Ed Miliband speech: Amnesty welcomes human rights comments

Amnesty International has welcomed comments on human rights from the new Labour leader Ed Miliband in today’s conference speech.

In his party conference speech Mr Miliband said his party had “too often” “seemed casual” about British liberties, in particular identifying attempts by the previous government to introduce 90-day pre-charge detention periods and sweeping use of anti-terrorism powers.

Amnesty International UK Director Kate Allen, who listened to the speech in Manchester today, said:

“We’ve waited years to hear the Labour leadership say - in effect - that it has got the balance wrong on counter-terrorism and that, from now on, it is going to do more to defend human rights.

“This was an important moment and I was delighted to hear these words from the new Labour leader.

“Mr Miliband should certainly ensure that the opposition mounts a robust defence of human rights, including by calling for ‘control orders’ to be scrapped and the forthcoming torture inquiry to be rigorous and far-reaching.

“Amnesty has always said that defending this country must also mean defending our country’s key principles of liberty and fairness. I look forward to meeting Ed Miliband and his colleagues to see how we can help make these aspirations real.”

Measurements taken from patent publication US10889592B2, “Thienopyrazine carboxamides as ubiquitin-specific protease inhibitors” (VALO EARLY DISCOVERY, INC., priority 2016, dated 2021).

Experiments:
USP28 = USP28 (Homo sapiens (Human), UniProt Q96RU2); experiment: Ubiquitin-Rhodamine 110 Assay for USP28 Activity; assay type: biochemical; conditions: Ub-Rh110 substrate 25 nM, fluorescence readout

Amnesty recently made a 17-page submission to the Home Office as part of the Coalition Government’s review of counter-terrorism measures. The organisation has also written to the head of the inquiry into alleged UK involvement in the mistreatment of detainees held abroad.

Both interventions come against the backdrop of repeated criticism from Amnesty and other human rights organisations of the previous government’s record on counter-terrorism policy and practice. In April, for example, Amnesty described the UK as “the most influential and aggressive” promoter in Europe of the policy of seeking “diplomatic assurances” as a means to deport people it labels a threat to national security. Amnesty has long said that these “no torture” deals are unreliable and unenforceable and endanger those deported under such arrangements.

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